My Parents Would Be Terrified
This is Andrew Taylor, a 17-year-old junior from Wheatland High School coming to you from Grainfield, Kansas. As a young, somewhat athletic male in the United States of America, I fit the mold of what the military looks for physically in their soldiers. If I were alive 100 years ago, I’d have surely been sent off to fight on the fronts in Europe. My parents would be terrified for my life when every day the newspaper headlines would tell of especially bloody battle with dozens or hundreds of casualties. They would have to sit at home helpless and praying that the fighting never came too close to their son.
This situation was common in World War I and was the subject of Edith Wharton’s novel A Son at the Front. In this book, artist John Campton and his wife Julia have a child named George. They are Americans living in France but due to travel complications, George is born in France instead of being born in his parents’ home country. When WWI breaks out, this means that George is drafted to fight in the French Army. His mother has since been married to Anderson Brandt, a wealthy banker. They try to use Brandt’s pull or connections to bring George home safely or at least keep him away from the front. Campton is uneasy at first because he doesn’t think that Brandt loves George the same way that a biological father loves his son. George regularly sends home letters from the desk job he has at the front, but then it is revealed that George has actually moved to fighting in the trenches while lying to his family.
Although being sent off to the front lines of a war would be pretty scary, there would be positive parts to it. Learning important survival skills such as how to deal with injuries quickly, constructing shelters, and life or death combat skills are some things that would never be learned in jobs like accounting or architectural design. Traveling would be another great aspect because it gives a chance to be exposed to completely different cultures than that one is used to. The military is a highly admirable job because these men and women are working selflessly for years of their lives and are potentially even ending them in order to protect the citizens back home. The feeling of teamwork and absolute trust in one’s fellow soldiers is an experience that one would only find in the military which is one of the main reasons that George goes back into the fray, even after being injured.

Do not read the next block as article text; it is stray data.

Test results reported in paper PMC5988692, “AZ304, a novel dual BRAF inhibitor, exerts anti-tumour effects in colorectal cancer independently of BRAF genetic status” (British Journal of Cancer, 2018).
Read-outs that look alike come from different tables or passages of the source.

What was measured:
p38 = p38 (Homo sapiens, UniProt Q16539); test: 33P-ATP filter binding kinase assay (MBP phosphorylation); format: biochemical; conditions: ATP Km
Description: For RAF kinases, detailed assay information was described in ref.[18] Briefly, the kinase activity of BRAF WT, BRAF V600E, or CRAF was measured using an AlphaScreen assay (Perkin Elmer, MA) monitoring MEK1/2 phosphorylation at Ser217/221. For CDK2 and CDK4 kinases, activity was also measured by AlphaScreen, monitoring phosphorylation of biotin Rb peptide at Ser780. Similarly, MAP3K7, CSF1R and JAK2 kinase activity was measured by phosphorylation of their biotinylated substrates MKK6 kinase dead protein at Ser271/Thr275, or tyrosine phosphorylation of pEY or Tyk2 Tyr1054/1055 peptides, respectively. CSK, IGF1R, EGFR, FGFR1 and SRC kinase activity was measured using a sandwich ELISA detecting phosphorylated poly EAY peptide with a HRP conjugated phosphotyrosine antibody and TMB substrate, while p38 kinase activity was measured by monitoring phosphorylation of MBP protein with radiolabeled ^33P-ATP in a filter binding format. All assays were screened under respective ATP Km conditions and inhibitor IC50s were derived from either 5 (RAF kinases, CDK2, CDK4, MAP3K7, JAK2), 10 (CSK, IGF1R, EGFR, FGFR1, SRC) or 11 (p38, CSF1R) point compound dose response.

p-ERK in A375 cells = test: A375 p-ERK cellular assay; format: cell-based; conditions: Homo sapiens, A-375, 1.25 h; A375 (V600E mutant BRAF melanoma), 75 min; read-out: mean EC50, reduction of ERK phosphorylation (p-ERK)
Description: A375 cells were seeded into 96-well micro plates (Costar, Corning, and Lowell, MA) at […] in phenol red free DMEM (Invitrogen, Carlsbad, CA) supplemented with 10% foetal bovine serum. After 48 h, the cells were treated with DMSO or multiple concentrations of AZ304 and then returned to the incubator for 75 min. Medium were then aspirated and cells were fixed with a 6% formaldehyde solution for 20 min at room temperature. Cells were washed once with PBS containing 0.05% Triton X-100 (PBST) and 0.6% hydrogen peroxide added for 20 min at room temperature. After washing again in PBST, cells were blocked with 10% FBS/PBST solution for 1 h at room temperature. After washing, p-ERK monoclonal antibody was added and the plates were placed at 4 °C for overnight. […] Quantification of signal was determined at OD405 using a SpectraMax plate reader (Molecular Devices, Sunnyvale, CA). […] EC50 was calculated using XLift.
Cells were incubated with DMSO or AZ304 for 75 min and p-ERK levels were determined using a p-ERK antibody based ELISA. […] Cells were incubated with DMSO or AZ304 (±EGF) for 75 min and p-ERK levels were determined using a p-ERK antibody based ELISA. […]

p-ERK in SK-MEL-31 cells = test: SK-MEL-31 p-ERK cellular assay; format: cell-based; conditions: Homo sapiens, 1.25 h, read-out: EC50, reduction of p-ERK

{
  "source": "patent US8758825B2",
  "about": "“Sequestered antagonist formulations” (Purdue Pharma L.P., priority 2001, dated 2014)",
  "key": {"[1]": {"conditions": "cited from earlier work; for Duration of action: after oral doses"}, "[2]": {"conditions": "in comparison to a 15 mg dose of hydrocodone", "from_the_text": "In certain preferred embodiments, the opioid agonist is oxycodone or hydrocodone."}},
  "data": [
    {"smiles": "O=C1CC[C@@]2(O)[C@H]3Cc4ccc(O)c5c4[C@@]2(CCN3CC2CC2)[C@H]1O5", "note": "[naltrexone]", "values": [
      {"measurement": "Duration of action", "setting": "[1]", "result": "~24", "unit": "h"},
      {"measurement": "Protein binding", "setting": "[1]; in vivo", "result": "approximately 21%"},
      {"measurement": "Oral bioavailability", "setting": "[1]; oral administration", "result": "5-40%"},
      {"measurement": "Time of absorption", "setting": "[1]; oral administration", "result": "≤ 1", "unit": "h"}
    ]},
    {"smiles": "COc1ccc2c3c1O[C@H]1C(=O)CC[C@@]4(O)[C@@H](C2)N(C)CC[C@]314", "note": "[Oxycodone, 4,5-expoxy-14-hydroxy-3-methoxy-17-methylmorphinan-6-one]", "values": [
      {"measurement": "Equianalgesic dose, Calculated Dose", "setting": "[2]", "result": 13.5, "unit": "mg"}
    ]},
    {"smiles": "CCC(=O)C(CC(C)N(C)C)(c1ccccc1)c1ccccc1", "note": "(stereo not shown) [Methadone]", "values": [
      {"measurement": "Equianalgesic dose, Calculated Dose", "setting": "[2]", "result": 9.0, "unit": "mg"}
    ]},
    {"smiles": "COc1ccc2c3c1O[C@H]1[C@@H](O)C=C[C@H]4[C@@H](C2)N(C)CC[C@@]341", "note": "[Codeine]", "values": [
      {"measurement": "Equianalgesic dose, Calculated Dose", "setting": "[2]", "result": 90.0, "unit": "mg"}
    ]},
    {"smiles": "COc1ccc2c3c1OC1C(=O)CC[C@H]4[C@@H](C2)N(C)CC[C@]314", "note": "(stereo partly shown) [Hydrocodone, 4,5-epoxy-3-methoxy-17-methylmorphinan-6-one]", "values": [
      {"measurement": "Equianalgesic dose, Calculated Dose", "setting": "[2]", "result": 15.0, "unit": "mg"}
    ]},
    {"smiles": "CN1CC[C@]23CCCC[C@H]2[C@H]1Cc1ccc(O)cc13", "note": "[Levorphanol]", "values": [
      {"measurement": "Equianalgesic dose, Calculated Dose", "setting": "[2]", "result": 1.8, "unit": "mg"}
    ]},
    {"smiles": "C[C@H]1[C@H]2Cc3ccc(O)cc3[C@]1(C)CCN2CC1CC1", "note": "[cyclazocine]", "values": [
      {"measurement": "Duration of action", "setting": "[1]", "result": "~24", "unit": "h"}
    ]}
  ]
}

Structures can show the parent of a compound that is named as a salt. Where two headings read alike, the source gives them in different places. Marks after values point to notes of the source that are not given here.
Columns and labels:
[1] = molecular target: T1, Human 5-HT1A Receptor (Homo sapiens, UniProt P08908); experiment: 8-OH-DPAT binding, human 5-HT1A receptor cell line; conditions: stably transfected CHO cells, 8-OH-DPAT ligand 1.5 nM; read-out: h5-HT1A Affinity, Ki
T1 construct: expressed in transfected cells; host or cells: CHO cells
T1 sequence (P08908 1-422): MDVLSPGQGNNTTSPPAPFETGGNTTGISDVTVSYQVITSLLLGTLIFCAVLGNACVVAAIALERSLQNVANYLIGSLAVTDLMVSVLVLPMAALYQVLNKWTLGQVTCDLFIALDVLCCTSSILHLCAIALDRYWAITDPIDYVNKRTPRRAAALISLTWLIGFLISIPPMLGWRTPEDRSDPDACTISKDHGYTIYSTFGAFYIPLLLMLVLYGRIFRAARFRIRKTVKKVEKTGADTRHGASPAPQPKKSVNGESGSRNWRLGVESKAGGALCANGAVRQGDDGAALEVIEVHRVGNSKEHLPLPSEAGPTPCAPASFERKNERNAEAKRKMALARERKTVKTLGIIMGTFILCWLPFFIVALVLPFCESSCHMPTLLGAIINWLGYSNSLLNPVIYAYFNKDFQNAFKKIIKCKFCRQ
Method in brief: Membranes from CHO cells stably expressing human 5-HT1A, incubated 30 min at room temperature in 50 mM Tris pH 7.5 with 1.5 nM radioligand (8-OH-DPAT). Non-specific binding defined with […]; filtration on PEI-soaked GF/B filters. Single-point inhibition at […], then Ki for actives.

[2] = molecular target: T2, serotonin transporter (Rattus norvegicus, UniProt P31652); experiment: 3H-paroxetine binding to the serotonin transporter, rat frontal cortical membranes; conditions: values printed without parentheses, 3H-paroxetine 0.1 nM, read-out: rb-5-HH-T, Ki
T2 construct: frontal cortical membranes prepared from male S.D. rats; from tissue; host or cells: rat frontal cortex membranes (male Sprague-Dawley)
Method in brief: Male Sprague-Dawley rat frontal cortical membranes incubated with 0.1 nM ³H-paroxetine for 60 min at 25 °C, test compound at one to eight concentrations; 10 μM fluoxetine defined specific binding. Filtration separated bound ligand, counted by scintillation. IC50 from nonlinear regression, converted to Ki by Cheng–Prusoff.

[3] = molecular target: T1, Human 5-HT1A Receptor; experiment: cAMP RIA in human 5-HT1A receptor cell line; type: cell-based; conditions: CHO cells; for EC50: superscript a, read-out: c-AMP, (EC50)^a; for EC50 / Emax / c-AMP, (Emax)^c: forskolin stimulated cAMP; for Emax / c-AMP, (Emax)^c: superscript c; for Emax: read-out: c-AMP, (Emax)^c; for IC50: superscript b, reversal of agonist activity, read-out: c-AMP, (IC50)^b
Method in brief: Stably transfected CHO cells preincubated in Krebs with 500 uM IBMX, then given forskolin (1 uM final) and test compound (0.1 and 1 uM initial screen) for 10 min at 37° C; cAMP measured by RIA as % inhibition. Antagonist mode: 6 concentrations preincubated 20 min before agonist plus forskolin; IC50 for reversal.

If this were me in this situation, however, I’d be terrified if I found out that my country was going to war or that a letter came saying I’d been drafted into the military. I certainly wouldn’t be volunteering myself to fight at the front the way that George did. The way that not only the physical but the emotional destruction of war is portrayed in movies and books like A Son at the Front would make me feel terrible that if I were to die, I’d be leaving all the people that I care about behind. Maybe other people are much more patriotic and willing to die for their country and their leaders, but I have to agree with the decisions of George’s parents and say that doing anything and everything to stay out of danger is the best option.
Reading this book made me realize that although I may not be the right fit for being a soldier in a war that there are people who are stronger and braver than I who do all that they can to keep the people of America safe. This makes me greatly admire them now that I understand more of what they do.